The scientific literature was written to help us understand the laws of nature. The traditional Wisdom Literature was written to help us understand the laws of life and our place in the universe. Some of this literature dates from 3000 years ago, or before, and includes works from India, China, Greece, the Middle East — and later from Europe. In the Judeo-Christian tradition we have the teachings of Moses, The Book of Job, The Proverbs of Solomon, Ecclesiastes, the teachings of Jesus, and later, those of Meister Eckhart, St. John of the Cross, and other Christian Mystics. In the Hindu tradition we find The Upanishads, and The Bhagavad Gita. In Taoism the Tao Teh Ching and the I Ching. In Buddhism we have teachings of the Gautama Buddha embodied in the Sutras, and elaborated upon in a myriad of later works. From the Greeks we have the works of Aristotle, Plato, and Plotinus.
To get a taste of this literature, compilations can be helpful which can be found in ‘Books that have added to our culture’.
Herein follows a series of articles on the ‘polymath’ concept:
What is a polymath?
How to become more of a polymath
Some people who are generally regarded as polymaths
The Book of the Courtyer
Classics: An entry to a polymath education
The Teaching of Wisdom
Modern Physical Accomplishments:
a) Concentration and Memory --use of vocabulary and acronyms
b) Reduce your reading time
What is a polymath?
A polymath is a person who excels in multiple fields, particularly in both arts and sciences. The most common term for this is Renaissance man. Other terms for this are Homo universalis and Uomo Universale which in Latin and Italian respectively is translated as "Universal Man".
Many notable polymaths lived during the European Renaissance period, and a rounded approach to education was typical of the ideals of the humanists of the time. A gentleman or courtier of that era was expected to speak several languages, play a musical instrument, write poetry and so on, thus fulfilling the Renaissance ideal.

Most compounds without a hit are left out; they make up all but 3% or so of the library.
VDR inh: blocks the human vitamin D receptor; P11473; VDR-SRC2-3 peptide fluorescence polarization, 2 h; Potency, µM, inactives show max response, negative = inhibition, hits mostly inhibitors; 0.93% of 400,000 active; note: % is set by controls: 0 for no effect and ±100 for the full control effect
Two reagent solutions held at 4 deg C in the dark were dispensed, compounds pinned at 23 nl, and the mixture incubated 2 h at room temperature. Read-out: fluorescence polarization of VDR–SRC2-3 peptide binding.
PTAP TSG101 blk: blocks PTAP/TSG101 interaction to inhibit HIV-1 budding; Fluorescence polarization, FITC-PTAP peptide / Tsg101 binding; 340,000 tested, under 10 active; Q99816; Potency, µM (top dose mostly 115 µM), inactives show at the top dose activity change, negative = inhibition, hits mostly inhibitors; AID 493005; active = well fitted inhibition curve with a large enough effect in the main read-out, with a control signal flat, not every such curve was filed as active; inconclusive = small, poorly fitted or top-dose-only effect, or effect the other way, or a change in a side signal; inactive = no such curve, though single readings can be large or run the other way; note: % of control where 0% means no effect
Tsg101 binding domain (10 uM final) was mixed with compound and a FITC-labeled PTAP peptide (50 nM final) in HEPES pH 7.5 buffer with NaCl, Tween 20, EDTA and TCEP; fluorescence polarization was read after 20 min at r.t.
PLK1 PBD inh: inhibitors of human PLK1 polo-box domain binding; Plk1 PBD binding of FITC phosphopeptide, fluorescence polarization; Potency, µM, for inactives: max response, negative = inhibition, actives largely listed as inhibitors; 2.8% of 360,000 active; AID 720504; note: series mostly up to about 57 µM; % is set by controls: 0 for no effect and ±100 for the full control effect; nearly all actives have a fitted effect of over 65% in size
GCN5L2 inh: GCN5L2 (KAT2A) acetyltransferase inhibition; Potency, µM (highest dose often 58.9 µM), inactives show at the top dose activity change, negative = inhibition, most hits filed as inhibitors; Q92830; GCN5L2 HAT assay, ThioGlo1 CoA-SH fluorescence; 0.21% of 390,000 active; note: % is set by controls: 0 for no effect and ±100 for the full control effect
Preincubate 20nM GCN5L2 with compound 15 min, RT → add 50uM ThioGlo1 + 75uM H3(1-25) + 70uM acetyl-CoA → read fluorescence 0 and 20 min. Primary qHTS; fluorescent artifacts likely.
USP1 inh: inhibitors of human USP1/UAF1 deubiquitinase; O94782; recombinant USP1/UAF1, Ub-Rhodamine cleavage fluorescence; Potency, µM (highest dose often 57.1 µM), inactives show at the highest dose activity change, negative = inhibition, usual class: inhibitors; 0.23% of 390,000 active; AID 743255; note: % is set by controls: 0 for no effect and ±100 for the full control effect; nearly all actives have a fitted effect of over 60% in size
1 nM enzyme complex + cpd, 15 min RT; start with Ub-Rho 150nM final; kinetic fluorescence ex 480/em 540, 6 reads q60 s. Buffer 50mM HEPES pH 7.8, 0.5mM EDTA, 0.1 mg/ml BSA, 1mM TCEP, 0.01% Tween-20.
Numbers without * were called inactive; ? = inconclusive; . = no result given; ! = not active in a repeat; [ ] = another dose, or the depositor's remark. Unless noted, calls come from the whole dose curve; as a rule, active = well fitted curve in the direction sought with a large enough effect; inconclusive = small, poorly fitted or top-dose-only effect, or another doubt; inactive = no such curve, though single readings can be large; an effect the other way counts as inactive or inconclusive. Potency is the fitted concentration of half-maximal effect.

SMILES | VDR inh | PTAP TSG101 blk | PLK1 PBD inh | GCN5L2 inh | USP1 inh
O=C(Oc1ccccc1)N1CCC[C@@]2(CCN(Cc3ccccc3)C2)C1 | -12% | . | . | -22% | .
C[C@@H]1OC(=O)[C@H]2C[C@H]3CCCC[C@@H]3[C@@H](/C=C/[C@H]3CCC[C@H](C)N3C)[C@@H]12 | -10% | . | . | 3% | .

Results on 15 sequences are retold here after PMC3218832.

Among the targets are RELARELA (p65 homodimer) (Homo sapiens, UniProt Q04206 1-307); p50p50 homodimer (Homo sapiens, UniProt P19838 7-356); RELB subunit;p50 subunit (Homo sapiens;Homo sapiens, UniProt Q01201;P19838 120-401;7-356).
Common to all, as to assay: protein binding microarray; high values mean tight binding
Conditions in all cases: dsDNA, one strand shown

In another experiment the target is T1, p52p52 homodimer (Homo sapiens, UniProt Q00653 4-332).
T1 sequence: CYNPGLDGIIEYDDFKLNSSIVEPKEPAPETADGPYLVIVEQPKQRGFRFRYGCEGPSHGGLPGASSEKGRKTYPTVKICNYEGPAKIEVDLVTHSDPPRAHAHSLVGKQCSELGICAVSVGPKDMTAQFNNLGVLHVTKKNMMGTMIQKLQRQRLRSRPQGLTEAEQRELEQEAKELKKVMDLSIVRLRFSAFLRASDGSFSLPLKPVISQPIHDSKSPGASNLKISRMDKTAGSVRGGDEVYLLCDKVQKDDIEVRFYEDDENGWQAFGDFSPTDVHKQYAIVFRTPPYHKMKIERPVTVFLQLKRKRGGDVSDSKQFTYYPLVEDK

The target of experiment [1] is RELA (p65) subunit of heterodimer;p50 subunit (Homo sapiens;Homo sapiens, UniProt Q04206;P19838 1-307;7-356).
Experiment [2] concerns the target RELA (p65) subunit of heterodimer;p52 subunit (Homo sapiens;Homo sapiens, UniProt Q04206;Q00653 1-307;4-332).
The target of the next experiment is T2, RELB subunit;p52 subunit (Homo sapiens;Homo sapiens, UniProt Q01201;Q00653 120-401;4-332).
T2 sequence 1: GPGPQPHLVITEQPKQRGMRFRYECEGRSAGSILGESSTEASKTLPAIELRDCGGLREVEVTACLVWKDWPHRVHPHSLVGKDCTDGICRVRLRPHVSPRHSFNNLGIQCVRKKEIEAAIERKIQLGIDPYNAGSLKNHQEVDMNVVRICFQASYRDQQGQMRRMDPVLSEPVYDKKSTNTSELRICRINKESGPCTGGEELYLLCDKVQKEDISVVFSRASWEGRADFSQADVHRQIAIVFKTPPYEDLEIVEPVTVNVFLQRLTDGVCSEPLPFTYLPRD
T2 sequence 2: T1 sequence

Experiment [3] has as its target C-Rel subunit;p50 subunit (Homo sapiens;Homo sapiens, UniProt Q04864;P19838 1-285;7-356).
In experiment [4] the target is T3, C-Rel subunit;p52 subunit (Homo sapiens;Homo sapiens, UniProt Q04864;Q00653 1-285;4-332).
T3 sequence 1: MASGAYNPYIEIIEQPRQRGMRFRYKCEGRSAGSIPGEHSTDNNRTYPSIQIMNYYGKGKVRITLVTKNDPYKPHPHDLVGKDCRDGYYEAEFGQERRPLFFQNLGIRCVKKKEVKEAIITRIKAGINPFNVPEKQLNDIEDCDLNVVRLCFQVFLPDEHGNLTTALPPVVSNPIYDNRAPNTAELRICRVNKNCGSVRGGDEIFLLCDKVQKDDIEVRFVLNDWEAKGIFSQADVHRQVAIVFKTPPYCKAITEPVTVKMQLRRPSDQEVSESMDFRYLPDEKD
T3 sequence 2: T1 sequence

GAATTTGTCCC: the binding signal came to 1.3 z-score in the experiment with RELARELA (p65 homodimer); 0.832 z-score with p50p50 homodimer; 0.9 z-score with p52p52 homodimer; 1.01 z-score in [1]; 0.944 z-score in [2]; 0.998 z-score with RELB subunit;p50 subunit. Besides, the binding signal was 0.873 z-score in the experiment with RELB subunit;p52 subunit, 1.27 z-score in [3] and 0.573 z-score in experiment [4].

During the Renaissance, Baldassare Castiglione, in his The Book of the Courtier, wrote a guide to being a polymath. On the other hand "polymath" may be applied more strictly, taking Leonardo da Vinci or Goethe as prime examples, and requiring a universality of approach.
A polymath may not necessarily be classed as a genius, which is a more debatable classification; and certainly a genius may not display the breadth to qualify as a polymath. Albert Einstein is a prime example of a genius who was not a polymath.
The word itself comes from Ancient Greek, poly meaning 'many', and mathanein meaning 'to learn'. In many ways, it is fitting that Ancient Greek should be the root of the word, as many of the greatest polymaths were Greek.
A polymath, then, is someone who is particularly knowledgeable in many subjects, and the word is most frequently attached to people who have excelled in more than one field of intellectual or artistic endeavour. However, it is not clear just how many fields one must excel in, nor the extent to which one must excel, before one call be called a polymath. Some people hold that a strong interest in a wide variety of fields is enough to earn this most prized epithet, while others would reserve it for a few truly great achievers.
Other people, however, argue that being a polymath is not a state of being, but a state of becoming. Being a polymath is not what one knows now, but what one desires to know. Not a matter of intelligence, but a matter of intellectual and creative ambition and curiosity.
A further question is how wide a range of excellences are needed. Thomas Edison is perhaps the greatest all-round inventor ever, but does his proficiency in a wide range of sciences and crafts qualify him as a polymath? There is no hard-and-fast definition of a polymath but it's a title that should be given to someone by others, and not self-appointed. Perhaps there's a sliding scale of polymathy....
How to become more of a polymath
The most important thing to do when attempting this is not to confuse polymathy with pretention. Whatever being a polymath is, it certainly isn't showing off.
One school of thought holds that if you want to be a genuine, top of the range, premier league elite polymath, the chances are that you've left it far too late. As the sum of human knowledge grows, scientific discoveries become not the work of one person sitting under an apple tree and watching the fruit fall, but of teams of people working on collaborative projects in massive laboratories. The individual is nothing, and the research project is everything. As humans now know so much, it's impossible for one person to know enough to advance knowledge very much. The old joke about academic research, that "one learns more and more about less and less until one knows everything about nothing" might be all too true.